David M. Buhajla is a writer and poet living in the Arkansas Ozarks with his wife Marci and his daughter Maya. He teaches English at Arkansas Tech University. His work is currently available in Counterexample Poetics, Sex and Murder, and Danse Macabre.
David M. Buhajla
My hand is raised to
the sky and I look
at the beam of sunlight
that shines through
the bullet hole in my palm.
The hole stares at me, a red-rimmed
I look up at the man
in the black uniform. He asks
if I am a Christian.
The word for God in my
is Isten. He is a pagan god.
We were monotheistic
before the Christians came.
“It’s all a matter of perspective,”
I say before he pulls the trigger.
I stand on a street corner
and watch as a man with
Willie Nelson braids invokes
Armageddon. His eyes blaze
with holy fire in the night before he
melts into a pool of abstraction.
I sit on a bed in Mexico
as cockroaches crawl
and whisper on the walls. I hear
them grumble praise to Mithra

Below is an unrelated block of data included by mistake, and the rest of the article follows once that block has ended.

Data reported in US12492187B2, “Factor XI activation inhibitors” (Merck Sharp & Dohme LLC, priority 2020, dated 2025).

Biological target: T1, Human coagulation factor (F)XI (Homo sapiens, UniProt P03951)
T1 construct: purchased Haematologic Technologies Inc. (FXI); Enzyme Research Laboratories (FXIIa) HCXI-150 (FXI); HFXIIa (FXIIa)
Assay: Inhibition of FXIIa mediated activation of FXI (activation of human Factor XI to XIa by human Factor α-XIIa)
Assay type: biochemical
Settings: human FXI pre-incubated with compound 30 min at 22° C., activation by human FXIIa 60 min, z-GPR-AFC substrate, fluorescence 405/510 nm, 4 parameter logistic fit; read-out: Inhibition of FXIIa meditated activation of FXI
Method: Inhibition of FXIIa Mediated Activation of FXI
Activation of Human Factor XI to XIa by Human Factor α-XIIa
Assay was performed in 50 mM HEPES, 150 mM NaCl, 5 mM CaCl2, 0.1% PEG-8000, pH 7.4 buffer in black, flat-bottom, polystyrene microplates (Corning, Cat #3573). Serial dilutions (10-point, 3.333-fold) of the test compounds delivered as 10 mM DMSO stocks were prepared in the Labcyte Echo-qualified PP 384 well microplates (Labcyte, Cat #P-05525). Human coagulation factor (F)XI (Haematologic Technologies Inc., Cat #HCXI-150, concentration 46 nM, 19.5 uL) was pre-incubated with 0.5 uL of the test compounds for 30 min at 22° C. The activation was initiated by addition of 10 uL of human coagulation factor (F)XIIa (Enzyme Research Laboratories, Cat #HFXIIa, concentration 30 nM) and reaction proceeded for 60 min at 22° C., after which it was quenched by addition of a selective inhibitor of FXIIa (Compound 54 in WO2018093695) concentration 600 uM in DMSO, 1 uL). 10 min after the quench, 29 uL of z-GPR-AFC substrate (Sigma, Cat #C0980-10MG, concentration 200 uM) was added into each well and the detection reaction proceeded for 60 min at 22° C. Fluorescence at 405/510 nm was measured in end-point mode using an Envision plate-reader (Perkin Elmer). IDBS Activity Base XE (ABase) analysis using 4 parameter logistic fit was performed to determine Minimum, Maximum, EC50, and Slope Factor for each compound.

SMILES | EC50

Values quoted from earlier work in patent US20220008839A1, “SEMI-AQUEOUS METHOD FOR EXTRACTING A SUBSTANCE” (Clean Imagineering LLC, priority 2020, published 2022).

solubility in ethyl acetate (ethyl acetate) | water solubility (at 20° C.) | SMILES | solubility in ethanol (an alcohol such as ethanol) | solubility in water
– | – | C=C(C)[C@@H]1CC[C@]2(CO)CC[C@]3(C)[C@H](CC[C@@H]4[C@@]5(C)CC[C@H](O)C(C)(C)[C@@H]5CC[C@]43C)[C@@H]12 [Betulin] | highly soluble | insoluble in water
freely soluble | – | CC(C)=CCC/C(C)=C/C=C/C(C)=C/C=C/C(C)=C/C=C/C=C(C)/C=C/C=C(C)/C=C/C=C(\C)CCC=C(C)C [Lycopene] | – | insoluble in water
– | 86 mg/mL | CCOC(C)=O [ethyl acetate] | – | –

in their mini-Masonic ritual
and song. In a dank cave below me,
she smiles and caresses the rock
with her breasts.
The old woman walks in circles,
singing the same three notes over
and over in an octogenarian chant.
Her socks are stained with months
of sweat as she babbles
in three languages.
The young and passionate
doctor cuts along his hairline,
peels off his scalp, and begins
to chew on it as the virus
he just created feeds on
the part of his brain that
The boy under the Superman
blanket twitches, eyes open,
trapped in a cage of sleep
paralysis as the shadowed
silhouette stands over the bed.
Outside, the crackle of gunshots
echo across the neighborhood.
Across the Atlantic, the priest
sees sound and hears light as he
puts the gun to his temple. The crucifix
in his room falls off of the wall
and stands on end, glowing with zeal.